As for soloists, anyone who contemplates attending a live concert to hear a star performer should buy his records instead. In the concert hall, a piano is audible only when the rest of the orchestra stops playing. And even then there is none of that sharp twang of hammers or the wooden kunk of releasing pedals that is such an essential part of piano sound. Vocal soloists are sometimes audible, if soprano, but only the vowel sounds come through. Gone are the familiar labial pt and the explosive tsst and poof of high-pressure sibilants.
Even the soloist’s position is wrong. Every stereo listener knows that the soloist must be properly centered between the loudspeakers, but orchestra conductors have not learned this. Instead, the conductor himself, who is usually inaudible, occupies the stage center, and the soloist is relegated to whatever space is left at either side.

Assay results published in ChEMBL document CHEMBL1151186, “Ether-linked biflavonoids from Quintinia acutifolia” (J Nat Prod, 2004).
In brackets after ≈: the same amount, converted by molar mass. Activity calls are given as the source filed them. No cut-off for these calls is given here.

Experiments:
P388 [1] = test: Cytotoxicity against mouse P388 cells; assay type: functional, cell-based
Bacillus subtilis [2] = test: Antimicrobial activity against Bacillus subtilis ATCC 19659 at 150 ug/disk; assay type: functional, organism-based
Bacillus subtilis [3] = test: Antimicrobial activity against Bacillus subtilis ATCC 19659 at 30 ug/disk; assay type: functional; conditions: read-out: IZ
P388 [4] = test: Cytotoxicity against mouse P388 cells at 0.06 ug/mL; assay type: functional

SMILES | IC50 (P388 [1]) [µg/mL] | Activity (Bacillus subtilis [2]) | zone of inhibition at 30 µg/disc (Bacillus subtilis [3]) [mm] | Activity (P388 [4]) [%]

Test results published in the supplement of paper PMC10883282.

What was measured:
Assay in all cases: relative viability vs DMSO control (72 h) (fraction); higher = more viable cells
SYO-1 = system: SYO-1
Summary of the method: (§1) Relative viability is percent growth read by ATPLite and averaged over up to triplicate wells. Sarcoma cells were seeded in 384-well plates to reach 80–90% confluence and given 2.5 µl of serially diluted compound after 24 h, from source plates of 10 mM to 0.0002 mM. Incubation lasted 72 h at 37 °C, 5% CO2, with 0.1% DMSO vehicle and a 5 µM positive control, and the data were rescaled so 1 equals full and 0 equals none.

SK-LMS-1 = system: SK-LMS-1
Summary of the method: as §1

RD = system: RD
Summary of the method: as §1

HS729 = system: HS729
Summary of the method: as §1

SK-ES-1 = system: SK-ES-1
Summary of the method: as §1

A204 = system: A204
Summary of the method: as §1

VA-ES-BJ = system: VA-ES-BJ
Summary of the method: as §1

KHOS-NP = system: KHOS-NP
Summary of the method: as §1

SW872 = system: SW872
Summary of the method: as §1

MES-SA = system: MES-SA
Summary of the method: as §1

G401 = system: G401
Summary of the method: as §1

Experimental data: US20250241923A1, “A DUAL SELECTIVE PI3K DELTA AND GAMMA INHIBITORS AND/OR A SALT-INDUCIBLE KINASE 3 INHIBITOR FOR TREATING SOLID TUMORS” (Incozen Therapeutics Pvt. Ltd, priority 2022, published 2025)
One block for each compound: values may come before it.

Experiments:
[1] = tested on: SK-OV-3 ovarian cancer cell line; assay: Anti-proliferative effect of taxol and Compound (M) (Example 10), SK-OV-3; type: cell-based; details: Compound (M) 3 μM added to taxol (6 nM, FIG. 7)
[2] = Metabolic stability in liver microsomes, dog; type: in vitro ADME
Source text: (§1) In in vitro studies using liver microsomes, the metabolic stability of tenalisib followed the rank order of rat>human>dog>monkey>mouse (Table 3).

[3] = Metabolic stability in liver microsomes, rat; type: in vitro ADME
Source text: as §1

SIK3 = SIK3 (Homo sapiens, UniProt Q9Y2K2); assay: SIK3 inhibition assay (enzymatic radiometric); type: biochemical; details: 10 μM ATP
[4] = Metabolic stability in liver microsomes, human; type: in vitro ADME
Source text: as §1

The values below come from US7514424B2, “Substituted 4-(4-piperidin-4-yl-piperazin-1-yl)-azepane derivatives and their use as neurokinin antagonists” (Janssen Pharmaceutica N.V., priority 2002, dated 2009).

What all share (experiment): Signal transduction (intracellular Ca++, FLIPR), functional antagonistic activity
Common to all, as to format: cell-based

This is not the only reason why stereo listeners find live concerts so dissatisfying; the stereo effect itself is quite poor by modern standards. The qualities of spaciousness and depth are there to an acceptable degree, but the real stereo effect, the distinct left-right directionality and the ability to pinpoint the locations of instruments across the “stage of sound,” is almost completely absent. Instead, all the instruments are crammed together into a narrow space somewhere in front of you, creating much the same sort of “point source” effect that you get when you play a monophonic LP record through a stereo system. If you like stereo, do not look for it in the concert hall. The best stereo is on records, some of which are so perfect that everything is to the right or left, including the surface noise.